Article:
South Korea has made a name for itself in the crime thriller genre after "Memories of Murder". Now, director Shin-yeon Kim (A Bloody Aria) brings us a crime thriller that definitely looks like a Hollywood-inspired feature with its style and with the way it is shot. SEVEN DAYS (2007, originally tilted "Thursday's Child") stars very popular Korean actress Yoon-Jin Kim (the U.S. TV series LOST, Shiri) with a very talented supporting cast. This film was a blockbuster hit in its native land, and has its share of effective twists and thrills. Hollywood had already bought the rights for its remake to U.S. shores.
Ji-Yeon (Yoon-Jin Kim) is a hotshot defense attorney and a single mother to a 7-year old daughter. One day, while competing in a school event of a 100 m relay, her child goes missing. She receives an anonymous phone call that made it very clear that her child has been kidnapped and rather than ask for a ransom, the kidnapper has a very odd request. To see her daughter returned, Ji-Yeon has to prove the innocence of a convicted murderer on his second trial. With only seven days to put together an effective defense, aided by a cop (Park Hee-Soon) the intelligent attorney tries to convince herself that Jang Chul Jin (Choi Myeong-Su) is innocent; but little does she know that there is more to everything than meets the eye.
Director Shin-Yeon Kim used multiple cameras to accomplish the angles that he had incorporated into the film in the first half. The result is a lot of quick flashes and cuts that are very reminiscent of a Michael Bay film, truly fast-paced with the Hollywood feel, which may either impress or turn off some viewers. Thankfully, the film's premise is somewhat smart and satisfying enough to make me ignore the somewhat shaky camera style in the first half. A mother's love and a crime for a crime is the film's main theme; and fortunately, the director focused his sights mainly on the dramatic emotions being felt by Ji-Yeon and the victim's mother, Han Suk-Hie played by veteran actress Kim Mi-Suk. The two women are the main strengths of this thriller; both have given impressive performances and credible portrayals of their characters.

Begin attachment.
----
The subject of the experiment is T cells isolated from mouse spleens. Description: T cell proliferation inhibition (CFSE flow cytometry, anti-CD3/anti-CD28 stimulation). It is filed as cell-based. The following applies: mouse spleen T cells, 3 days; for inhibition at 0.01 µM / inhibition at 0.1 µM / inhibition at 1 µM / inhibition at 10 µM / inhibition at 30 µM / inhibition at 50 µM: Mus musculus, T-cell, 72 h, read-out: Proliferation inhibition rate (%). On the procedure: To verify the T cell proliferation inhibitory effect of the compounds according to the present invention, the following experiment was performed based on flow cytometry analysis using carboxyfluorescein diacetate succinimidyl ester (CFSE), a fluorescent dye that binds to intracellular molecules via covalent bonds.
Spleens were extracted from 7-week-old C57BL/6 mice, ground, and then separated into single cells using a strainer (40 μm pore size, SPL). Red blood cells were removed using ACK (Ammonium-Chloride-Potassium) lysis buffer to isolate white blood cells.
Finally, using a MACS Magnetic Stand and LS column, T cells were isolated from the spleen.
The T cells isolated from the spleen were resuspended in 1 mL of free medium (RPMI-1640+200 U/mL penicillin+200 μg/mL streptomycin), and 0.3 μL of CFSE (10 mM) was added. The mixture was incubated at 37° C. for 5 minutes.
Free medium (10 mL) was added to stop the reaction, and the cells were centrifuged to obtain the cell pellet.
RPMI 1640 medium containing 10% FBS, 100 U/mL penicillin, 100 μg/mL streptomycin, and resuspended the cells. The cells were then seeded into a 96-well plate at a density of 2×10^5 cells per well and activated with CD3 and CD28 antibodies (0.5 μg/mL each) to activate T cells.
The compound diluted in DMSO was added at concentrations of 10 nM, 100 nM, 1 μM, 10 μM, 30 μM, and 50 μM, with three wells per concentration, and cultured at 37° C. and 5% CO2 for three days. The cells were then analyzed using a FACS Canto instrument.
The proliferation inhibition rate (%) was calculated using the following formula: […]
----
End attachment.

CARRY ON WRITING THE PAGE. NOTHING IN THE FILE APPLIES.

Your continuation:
Now, the film does somewhat falter in the courtroom sequences, for a case spearheaded by a tough prosecutor and a hotshot defense lawyer, the proceedings seemed somewhat simple. The courtroom drama lacked intense and gripping dialogue that it felt a bit rushed. However, as I've said before, this film is not about the drama of the trial but rather to question the morality of attorneys and the abuses of power of political figures. The flashbacks of the actual murder are also quite violent and bloody, with graphic pictures of the victim nude and bloody almost beyond recognition. It is not a whodunit kind of film, it points out exactly who the killer is, the question it asks is; should a lawyer work to defend a guilty suspect? What if the price of failure is her daughter's life? Just what is the true motivation behind the kidnapping?
The killer is truly unlikeable and truly does bring the viewer to question Ji-Yeon's motivations. To its credit, the film does have a cleverly placed twist on the kidnapper's identity, it may require a small suspension of disbelief, but it is a well-calculated emotional motive. Plus, the usual political ramifications come into play for lovely Ji-Yeon. There are quite a lot of characters in this film, and almost all of them have a credible link to the victim and to the murderer. Jeong Dong Hwan makes a limited but effective portrayal that adds more to the film's mystery and the cop on the edge Kim Sung Yeol (Park Hee-Soon) adds some cleverly placed bits of black humor.
Despite its occasional plot holes and some jumbled pieces which seemed a little too mechanical, the film had a dangerously strong potential to be too melodramatic and far-fetched on some scenes; the performances by the leads does effectively add a lot of credibility to the film's main premise. The effective twists and surprises in the last act may seem too much but if you carefully consider what has been said and done, the film definitely manages to fit everything together. The motivations behind the kidnapping and Ji-Yeon's actions does bring a clever if calculated risk on the part of the filmmakers. It doesn't point an accusing finger at lawyer's moral values but focuses instead on the consequences of one's actions and reactions. One would be hard-pressed to underestimate a mother's love after watching this film.
Recommended! [3 ½ Out of 5 Stars]
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